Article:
Fanny Bullock Workman was a complicated and restless woman who defied the rigid morals of her time, finding them as restrictive as a corset. Instrumental in breaking the British stranglehold on Himalayan mountain climbing, this American woman climbed more peaks than any of her peers. She became the first American woman to lecture at the Sorbonne in Paris and the second woman to address the Royal Geographical Society of London. Her books, co-authored with her husband, were replete with photographs, illustrations and descriptions of meteorological conditions and glaciology.
Born on 8 January 1859 in Worcester, Massachusetts, Workman came of age in a most patrician household. In 1876, her parents sent her abroad to study. She returned home in 1879. Two years later she wed William Hunter Workman, a physician 12 years her senior. The two often climbed New Hampshire’s White Mountains and then, shortly after the birth of their first child, they decamped for Europe to begin a lifetime of exploring.
Left: Author’s collection -Cathyrn J Prince; Right: Bianchetti/leemage/Getty Images
I imagine joining Workman in 1906, when she climbed Pinnacle Peak, the third highest peak in the Nun Kun massif. She first set eyes on the area in 1898 when she and Hunter had fled the incessant heat of the Indian plain for the cool reaches of the Himalayas. By now she had conquered the Alps and cycled tens of thousands of kilometres through India, Algeria and present-day Vietnam.
We met in Srinagar, India, where we hired porters and procured additional supplies. Climbing gear, food rations and medicine in one pile; heavier equipment was carried by porters or by mules and yaks. Then on to the Ladakh region. There we found the Suru river nearly impassable. We waited until dawn to cross on a goatskin raft.
At base camp, 6,500 metres, our green canvas tents stood in neat lines. On the morning of the final push to the summit, Workman – wearing her ubiquitous wool skirt – was ahead of me on the rope, ice axe in hand.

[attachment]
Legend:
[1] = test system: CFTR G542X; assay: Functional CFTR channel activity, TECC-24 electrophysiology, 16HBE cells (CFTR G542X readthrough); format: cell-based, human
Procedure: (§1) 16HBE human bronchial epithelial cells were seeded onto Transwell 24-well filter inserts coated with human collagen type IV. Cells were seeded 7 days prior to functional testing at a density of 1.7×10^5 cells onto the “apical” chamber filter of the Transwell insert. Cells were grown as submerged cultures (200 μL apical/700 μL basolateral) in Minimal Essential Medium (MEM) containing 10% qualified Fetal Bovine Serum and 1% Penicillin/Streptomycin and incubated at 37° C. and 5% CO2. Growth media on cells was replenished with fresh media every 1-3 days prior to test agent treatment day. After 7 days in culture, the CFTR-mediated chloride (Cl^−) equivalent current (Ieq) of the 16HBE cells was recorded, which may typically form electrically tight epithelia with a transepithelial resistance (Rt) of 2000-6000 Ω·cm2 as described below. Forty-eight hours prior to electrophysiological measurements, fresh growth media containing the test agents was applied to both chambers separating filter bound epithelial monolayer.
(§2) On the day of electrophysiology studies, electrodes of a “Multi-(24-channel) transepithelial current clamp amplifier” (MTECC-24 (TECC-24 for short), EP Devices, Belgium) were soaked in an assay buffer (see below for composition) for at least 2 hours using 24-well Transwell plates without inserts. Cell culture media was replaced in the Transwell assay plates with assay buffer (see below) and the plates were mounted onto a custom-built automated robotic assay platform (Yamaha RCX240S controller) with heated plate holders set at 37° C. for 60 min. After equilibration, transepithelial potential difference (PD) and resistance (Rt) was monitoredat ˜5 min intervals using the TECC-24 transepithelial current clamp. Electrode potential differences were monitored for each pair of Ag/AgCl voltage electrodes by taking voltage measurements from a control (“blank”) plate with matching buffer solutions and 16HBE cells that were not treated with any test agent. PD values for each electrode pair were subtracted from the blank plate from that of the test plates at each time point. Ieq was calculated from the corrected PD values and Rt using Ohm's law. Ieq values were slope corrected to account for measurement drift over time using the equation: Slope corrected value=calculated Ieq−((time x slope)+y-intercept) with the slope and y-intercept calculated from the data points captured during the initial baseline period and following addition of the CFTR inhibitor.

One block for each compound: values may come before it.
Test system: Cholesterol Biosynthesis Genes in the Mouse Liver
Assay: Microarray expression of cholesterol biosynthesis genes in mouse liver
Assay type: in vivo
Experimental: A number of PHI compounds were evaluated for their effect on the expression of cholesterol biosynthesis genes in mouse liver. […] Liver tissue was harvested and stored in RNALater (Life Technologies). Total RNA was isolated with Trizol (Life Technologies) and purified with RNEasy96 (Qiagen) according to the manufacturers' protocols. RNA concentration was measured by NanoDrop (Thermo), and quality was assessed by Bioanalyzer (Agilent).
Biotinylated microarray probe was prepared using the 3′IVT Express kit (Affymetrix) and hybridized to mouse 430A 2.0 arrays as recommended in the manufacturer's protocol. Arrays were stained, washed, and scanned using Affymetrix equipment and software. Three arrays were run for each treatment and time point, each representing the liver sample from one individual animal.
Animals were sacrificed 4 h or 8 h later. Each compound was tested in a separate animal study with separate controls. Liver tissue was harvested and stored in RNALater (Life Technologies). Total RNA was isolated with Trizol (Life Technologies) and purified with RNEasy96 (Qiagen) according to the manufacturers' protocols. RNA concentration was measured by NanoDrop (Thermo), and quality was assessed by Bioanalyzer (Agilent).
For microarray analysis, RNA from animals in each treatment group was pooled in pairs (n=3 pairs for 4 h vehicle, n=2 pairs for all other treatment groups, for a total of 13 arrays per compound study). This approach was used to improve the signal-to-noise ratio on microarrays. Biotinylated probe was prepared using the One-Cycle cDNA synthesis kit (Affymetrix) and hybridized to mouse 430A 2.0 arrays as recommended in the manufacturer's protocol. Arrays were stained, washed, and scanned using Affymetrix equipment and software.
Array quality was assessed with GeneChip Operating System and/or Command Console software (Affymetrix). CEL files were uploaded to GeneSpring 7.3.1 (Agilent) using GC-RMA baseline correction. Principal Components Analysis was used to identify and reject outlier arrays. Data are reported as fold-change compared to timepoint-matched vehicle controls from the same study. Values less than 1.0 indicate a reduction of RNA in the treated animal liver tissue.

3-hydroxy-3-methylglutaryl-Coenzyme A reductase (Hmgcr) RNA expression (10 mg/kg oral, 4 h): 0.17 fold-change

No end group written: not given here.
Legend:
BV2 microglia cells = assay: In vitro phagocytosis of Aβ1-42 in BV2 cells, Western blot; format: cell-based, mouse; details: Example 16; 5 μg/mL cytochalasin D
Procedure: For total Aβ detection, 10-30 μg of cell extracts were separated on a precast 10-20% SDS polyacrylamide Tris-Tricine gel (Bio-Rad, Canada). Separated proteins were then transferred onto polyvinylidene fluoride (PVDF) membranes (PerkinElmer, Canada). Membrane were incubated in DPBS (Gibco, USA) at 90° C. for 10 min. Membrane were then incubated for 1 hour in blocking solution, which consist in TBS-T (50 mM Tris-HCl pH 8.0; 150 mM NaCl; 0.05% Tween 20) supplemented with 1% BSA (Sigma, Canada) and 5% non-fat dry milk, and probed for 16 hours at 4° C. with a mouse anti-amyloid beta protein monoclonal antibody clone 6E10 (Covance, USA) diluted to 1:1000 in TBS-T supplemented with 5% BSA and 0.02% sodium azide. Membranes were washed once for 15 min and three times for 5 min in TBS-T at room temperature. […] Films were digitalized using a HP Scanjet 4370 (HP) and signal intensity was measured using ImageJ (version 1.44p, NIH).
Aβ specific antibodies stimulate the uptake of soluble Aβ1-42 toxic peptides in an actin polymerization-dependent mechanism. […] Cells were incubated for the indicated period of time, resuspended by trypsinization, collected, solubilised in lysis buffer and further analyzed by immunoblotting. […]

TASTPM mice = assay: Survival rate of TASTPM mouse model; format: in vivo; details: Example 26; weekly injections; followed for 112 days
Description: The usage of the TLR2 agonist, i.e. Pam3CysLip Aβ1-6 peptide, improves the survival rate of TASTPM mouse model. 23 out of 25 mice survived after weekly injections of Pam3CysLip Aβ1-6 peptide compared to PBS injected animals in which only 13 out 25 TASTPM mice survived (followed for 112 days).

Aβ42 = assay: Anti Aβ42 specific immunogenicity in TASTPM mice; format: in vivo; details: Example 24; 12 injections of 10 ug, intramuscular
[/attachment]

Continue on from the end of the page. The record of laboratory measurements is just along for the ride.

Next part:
The night before, over cups of whisky-laced tea, Workman, 47, noted how ‘the absolute silence that reigned during the watches of the night, in the absence of sleep, proved almost as nerve-wearing as an excel of noise’. In truth, little frayed her nerves – not the altitude, not the cold, nor the prospect of plummeting into a bergschrund (crevasse). Her calm helped her negotiate the male-dominated world of alpine clubs and adventure societies as nimbly as she negotiated the crevasses and icy granite walls of the Himalayas.
Finally we stand on the 7,000-metre-high summit. We don’t linger. The descent waits. That evening we remark on Workman’s triumph – she holds the altitude record for women. The record stood for another 28 years. She’d return to the region several times to explore the Chogo Lungma and Siachen glaciers. In 1910 she stood atop another Himalayan peak and unfurled a newspaper reading, ‘Votes for Women’.
As she once said: ‘When, later, a woman occupies her acknowledged position as an individual worker in all fields, as well as those of exploration, no such emphasis of her work will be needed, but that day has not fully arrived, and at present it behoves women, for the benefit of their sex, to put what they do, at least, on record.’
Cathryn Prince’s book Queen of the Mountaineers: The Trailblazing Life of Fanny Bullock Workman is out in May